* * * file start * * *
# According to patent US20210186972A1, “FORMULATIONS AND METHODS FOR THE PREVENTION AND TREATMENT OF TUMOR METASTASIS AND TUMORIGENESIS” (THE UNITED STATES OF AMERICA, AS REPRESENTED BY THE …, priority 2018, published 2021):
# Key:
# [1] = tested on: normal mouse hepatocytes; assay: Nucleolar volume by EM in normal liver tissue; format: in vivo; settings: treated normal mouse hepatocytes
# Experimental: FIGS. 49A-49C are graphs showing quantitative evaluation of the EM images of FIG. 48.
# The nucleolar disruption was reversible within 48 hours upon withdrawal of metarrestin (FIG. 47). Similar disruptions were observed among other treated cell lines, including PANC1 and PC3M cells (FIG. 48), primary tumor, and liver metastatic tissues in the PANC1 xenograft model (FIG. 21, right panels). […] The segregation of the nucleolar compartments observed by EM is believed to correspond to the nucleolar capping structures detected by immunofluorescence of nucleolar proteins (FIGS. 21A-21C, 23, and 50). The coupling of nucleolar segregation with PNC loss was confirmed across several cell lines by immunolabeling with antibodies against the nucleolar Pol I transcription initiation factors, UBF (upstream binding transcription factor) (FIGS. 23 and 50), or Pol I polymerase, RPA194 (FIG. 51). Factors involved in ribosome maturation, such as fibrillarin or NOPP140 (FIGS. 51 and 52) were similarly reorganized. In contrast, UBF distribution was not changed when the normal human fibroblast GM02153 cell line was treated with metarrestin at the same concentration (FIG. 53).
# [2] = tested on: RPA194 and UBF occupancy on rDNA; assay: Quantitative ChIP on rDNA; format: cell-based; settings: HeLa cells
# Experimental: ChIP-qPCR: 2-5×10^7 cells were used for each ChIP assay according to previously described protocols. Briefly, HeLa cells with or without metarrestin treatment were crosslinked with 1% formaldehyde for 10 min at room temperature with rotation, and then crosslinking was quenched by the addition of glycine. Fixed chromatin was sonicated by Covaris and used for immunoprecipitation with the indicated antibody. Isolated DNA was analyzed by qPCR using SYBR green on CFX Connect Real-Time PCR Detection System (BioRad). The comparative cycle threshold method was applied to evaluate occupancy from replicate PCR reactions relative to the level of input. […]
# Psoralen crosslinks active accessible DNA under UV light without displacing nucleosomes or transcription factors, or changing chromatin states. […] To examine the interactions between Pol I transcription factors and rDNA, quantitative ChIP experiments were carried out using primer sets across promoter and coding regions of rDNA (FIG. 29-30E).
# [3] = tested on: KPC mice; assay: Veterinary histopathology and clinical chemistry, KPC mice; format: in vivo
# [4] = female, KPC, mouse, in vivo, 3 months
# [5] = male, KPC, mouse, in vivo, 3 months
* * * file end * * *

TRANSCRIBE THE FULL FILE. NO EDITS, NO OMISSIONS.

# According to patent US20210186972A1, “FORMULATIONS AND METHODS FOR THE PREVENTION AND TREATMENT OF TUMOR METASTASIS AND TUMORIGENESIS” (THE UNITED STATES OF AMERICA, AS REPRESENTED BY THE …, priority 2018, published 2021):
# Key:
# [1] = tested on: normal mouse hepatocytes; assay: Nucleolar volume by EM in normal liver tissue; format: in vivo; settings: treated normal mouse hepatocytes
# Experimental: FIGS. 49A-49C are graphs showing quantitative evaluation of the EM images of FIG. 48.
# The nucleolar disruption was reversible within 48 hours upon withdrawal of metarrestin (FIG. 47). Similar disruptions were observed among other treated cell lines, including PANC1 and PC3M cells (FIG. 48), primary tumor, and liver metastatic tissues in the PANC1 xenograft model (FIG. 21, right panels). […] The segregation of the nucleolar compartments observed by EM is believed to correspond to the nucleolar capping structures detected by immunofluorescence of nucleolar proteins (FIGS. 21A-21C, 23, and 50). The coupling of nucleolar segregation with PNC loss was confirmed across several cell lines by immunolabeling with antibodies against the nucleolar Pol I transcription initiation factors, UBF (upstream binding transcription factor) (FIGS. 23 and 50), or Pol I polymerase, RPA194 (FIG. 51). Factors involved in ribosome maturation, such as fibrillarin or NOPP140 (FIGS. 51 and 52) were similarly reorganized. In contrast, UBF distribution was not changed when the normal human fibroblast GM02153 cell line was treated with metarrestin at the same concentration (FIG. 53).
# [2] = tested on: RPA194 and UBF occupancy on rDNA; assay: Quantitative ChIP on rDNA; format: cell-based; settings: HeLa cells
# Experimental: ChIP-qPCR: 2-5×10^7 cells were used for each ChIP assay according to previously described protocols. Briefly, HeLa cells with or without metarrestin treatment were crosslinked with 1% formaldehyde for 10 min at room temperature with rotation, and then crosslinking was quenched by the addition of glycine. Fixed chromatin was sonicated by Covaris and used for immunoprecipitation with the indicated antibody. Isolated DNA was analyzed by qPCR using SYBR green on CFX Connect Real-Time PCR Detection System (BioRad). The comparative cycle threshold method was applied to evaluate occupancy from replicate PCR reactions relative to the level of input. […]
# Psoralen crosslinks active accessible DNA under UV light without displacing nucleosomes or transcription factors, or changing chromatin states. […] To examine the interactions between Pol I transcription factors and rDNA, quantitative ChIP experiments were carried out using primer sets across promoter and coding regions of rDNA (FIG. 29-30E).
# [3] = tested on: KPC mice; assay: Veterinary histopathology and clinical chemistry, KPC mice; format: in vivo
# [4] = female, KPC, mouse, in vivo, 3 months
# [5] = male, KPC, mouse, in vivo, 3 months